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Home :: Archive :: 2002 :: April ::
Re: DC Romeo and Juliet
The Shakespeare Conference: SHK 13.1069  Thursday, 18 April 2002

[1]     From:   Susan Neill <
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        Date:   Wednesday, 17 Apr 2002 08:46:31 -0700 (PDT)
        Subj:   DC R&J

[2]     From:   Jack Heller <
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        Date:   Wednesday, 17 Apr 2002 18:51:28 +0000 (GMT)
        Subj:   Re: SHK 13.1060 DC Romeo and Juliet

[3]     From:   David Wallace <
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        Date:   Wednesday, 17 Apr 2002 22:00:59 -0700
        Subj:   Re: SHK 13.1060 DC Romeo and Juliet


[1]-----------------------------------------------------------------
From:           Susan Neill <
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Date:           Wednesday, 17 Apr 2002 08:46:31 -0700 (PDT)
Subject:        DC R&J

Regarding the Shakespeare Theatre's current production of Romeo and
Juliet: I'm not sure how anyone could review this production without
criticizing the actor that portrays Romeo. It's one of the worst
performances I've ever seen at this theatre, and I'm not the snob about
contemporary acting of Shakespeare that most of the regulars on this
listserv are. While Lady C and Mercutio aren't great, Romeo ruins the
whole thing with his repetitive and tiresome hand motions and voice
inflections. He was truly wretched.

Susan Neill

[2]-------------------------------------------------------------
From:           Jack Heller <
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Date:           Wednesday, 17 Apr 2002 18:51:28 +0000 (GMT)
Subject: 13.1060 DC Romeo and Juliet
Comment:        Re: SHK 13.1060 DC Romeo and Juliet

A couple replies to Jimmy Jung's post:

1) R&J survives because of high school accessibility. Okay, if that
draws people into interest in Shakespeare, good and well. But it really
isn't worthy of a Shakespeare top ten.

2) As you'll know, "romantic" has different meanings. If you're asking
about the portrayal of couple with tender and/or erotic interest, then
my vote goes for Antony and Cleopatra. An audacious play, not discussed
enough here.

Jack Heller

[3]-------------------------------------------------------------
From:           David Wallace <
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Date:           Wednesday, 17 Apr 2002 22:00:59 -0700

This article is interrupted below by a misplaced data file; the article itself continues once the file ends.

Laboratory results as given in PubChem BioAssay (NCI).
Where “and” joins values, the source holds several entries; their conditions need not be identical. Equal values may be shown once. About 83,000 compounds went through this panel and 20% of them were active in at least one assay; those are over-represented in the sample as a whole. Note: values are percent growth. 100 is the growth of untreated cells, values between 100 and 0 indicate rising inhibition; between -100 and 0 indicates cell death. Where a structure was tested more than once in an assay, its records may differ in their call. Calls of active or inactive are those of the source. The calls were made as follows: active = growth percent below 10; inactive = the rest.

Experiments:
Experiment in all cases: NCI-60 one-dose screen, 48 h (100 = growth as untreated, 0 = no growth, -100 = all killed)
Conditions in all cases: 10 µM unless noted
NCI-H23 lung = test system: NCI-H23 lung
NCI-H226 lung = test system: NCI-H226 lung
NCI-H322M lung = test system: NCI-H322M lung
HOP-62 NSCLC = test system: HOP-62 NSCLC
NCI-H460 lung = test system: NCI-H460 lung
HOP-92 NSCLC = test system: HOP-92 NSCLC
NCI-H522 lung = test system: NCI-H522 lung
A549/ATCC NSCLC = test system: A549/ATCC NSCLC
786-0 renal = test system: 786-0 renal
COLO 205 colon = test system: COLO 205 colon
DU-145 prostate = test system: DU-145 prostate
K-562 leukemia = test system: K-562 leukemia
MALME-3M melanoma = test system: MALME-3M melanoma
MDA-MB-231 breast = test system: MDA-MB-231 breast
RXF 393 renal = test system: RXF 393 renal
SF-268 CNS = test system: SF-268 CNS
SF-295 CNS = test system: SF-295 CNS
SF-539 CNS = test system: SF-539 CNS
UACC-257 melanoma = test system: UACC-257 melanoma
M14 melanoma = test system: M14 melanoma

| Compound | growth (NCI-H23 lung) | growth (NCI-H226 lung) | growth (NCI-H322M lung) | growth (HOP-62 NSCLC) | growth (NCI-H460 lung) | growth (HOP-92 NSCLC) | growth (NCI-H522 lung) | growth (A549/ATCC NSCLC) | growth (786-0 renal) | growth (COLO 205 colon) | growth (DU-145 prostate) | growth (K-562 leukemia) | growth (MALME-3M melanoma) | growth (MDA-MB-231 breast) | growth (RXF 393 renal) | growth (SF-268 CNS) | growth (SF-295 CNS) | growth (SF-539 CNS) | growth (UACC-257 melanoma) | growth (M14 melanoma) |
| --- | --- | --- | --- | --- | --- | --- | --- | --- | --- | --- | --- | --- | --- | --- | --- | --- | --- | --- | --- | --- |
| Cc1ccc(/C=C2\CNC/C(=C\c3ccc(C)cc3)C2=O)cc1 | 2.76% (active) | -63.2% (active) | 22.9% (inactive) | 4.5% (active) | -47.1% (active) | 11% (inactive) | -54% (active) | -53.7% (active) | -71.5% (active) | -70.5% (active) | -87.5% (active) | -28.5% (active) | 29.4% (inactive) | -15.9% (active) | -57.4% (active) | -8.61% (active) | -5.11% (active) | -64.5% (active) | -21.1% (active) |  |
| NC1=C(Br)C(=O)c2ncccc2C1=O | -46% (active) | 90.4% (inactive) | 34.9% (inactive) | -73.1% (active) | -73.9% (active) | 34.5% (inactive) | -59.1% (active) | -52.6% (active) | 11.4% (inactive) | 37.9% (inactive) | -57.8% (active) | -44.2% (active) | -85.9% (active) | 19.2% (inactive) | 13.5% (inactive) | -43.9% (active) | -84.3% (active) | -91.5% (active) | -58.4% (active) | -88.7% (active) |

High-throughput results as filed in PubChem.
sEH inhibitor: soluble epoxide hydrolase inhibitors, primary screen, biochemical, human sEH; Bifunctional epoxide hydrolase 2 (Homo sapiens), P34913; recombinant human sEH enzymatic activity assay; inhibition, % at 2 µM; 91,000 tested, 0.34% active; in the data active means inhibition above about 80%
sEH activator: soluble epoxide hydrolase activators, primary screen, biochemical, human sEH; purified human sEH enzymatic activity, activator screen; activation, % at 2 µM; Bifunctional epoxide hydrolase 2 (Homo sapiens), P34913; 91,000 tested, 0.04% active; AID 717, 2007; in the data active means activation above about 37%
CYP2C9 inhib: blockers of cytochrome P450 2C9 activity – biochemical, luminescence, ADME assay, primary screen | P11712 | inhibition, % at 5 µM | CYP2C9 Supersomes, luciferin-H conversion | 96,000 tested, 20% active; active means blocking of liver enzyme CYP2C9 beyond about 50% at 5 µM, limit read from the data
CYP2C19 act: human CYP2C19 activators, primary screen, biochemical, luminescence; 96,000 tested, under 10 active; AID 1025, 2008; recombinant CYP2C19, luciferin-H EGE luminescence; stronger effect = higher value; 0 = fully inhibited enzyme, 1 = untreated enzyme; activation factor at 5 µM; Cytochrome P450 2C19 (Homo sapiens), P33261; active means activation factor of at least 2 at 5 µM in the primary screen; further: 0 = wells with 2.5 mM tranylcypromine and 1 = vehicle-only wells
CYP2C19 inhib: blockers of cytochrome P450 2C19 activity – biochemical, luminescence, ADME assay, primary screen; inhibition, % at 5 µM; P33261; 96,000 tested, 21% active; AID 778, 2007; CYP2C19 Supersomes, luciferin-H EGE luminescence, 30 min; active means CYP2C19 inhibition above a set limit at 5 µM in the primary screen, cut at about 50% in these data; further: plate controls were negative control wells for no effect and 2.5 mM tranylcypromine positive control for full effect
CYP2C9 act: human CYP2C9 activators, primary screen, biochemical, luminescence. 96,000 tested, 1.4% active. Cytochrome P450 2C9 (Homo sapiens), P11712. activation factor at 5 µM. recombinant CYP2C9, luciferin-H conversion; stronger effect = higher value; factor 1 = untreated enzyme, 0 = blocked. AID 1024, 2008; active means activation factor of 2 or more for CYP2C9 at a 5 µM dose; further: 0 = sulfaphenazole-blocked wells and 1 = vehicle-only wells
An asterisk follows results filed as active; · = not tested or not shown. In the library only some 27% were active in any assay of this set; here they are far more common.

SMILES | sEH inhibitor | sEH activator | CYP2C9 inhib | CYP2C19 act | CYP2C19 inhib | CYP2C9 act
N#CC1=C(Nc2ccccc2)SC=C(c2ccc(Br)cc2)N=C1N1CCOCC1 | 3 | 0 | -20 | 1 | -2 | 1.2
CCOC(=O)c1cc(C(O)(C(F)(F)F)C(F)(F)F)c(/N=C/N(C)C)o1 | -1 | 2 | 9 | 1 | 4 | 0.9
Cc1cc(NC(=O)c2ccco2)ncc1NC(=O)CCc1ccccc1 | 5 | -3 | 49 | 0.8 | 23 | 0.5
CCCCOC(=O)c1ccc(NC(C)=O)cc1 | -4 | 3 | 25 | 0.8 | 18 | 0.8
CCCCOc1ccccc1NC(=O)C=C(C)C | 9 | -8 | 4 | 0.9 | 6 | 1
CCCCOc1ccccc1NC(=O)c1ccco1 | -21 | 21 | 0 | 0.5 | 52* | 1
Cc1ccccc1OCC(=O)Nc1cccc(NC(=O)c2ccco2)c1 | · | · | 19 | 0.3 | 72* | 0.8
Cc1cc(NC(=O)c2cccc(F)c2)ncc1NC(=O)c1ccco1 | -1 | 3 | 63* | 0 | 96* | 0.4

Subject: 13.1060 DC Romeo and Juliet
Comment:        Re: SHK 13.1060 DC Romeo and Juliet

Jimmy Jung writes:

>First, let me start by saying, I hate Romeo.  He's a sap.  The virtuous
>and well-govern'd youth "accidentally" kills the wrong guy, not once but
>twice (then himself for a third); gets his best friend killed as well;
>and then there is his wishy-washy heart.  Rosaline's a lucky girl; her
>cool indifference is the only rational thought in the play.

I think this little summary does Romeo an injustice. Certainly he starts
out lovesick for Rosaline but he is not the only one who does an
about-face. Juliet starts off as a thoroughly dutiful daughter ("no more
deeply will I endart mine eye/Than your consent gives strength to make
it fly"). How long does this obedience last?

If Romeo spends a couple of scenes lovesick for Rosaline, I think we can
safely surmise that the author had some design in mind - I mean besides
inviting contempt for Romeo's "wishy-washy heart". (As a teenager, I
spent some time lovesick for girls to whom I hadn't the courage to
speak. I don't think the fact that I squandered time moping to the
lyrics of bad Partridge Family songs compromises the sincerity of
feeling I eventually possessed for my first "real" lover). Romeo is
assigned some pretty dreadful verse in his first appearance - likely to
contrast with the sublime sonnet he shares with Juliet upon their first
encounter. His early verse is characterized by exaggerated notions of
extreme contrasts ("loving hate... heavy lightness... serious vanity") -
a litany which, apparently, Benvolio finds rather amusing. And rightly
so. It's pretty lame stuff, though befitting a play marked by contrasts
of love/hate, light/dark, early/late. His first exchange with Juliet is
fraught with religious imagery that suggests their match is fated - as
does a wealth of imagery before and after. A lovesick Romeo and a
dutiful Juliet are necessary if we are to appreciate that their destiny
is governed not by some character flaw but by the manipulations Fate or
God.

Romeo kills no one "accidentally". Nor is he responsible for Mercutio's
death. Romeo acquits himself with admirable patience, restraint, and
familial love in the face of Tybalt's deliberate provocation. Mercutio
is killed while Romeo is trying to break up his fight with Tybalt. I
don't think Romeo should take the blame because Tybalt uses this well
intentioned distraction to deliver a deadly thrust. Tybalt he kills in a
grief stricken rage and is immediately assigned the line "O, I am
Fortune's fool". How much clearer do we need it? Even the Prince can
find it in his heart to extend leniency to Romeo. Finally, it is Paris
who attempts to kill the "wrong guy" (Juliet's husband). Romeo literally
begs him to leave.

Hating Romeo and regarding him as a sap is fine if one insists on
treating the play like a cautionary tale. But if one wants the aesthetic
satisfactions of the tragedy of Juliet AND Romeo, it might be best to
extend some sympathy his way. Otherwise, his sappy, wish-washy heart is
an immature but murderous flaw - and we are left with Romeo the hapless
villain.

Truly, David Wallace

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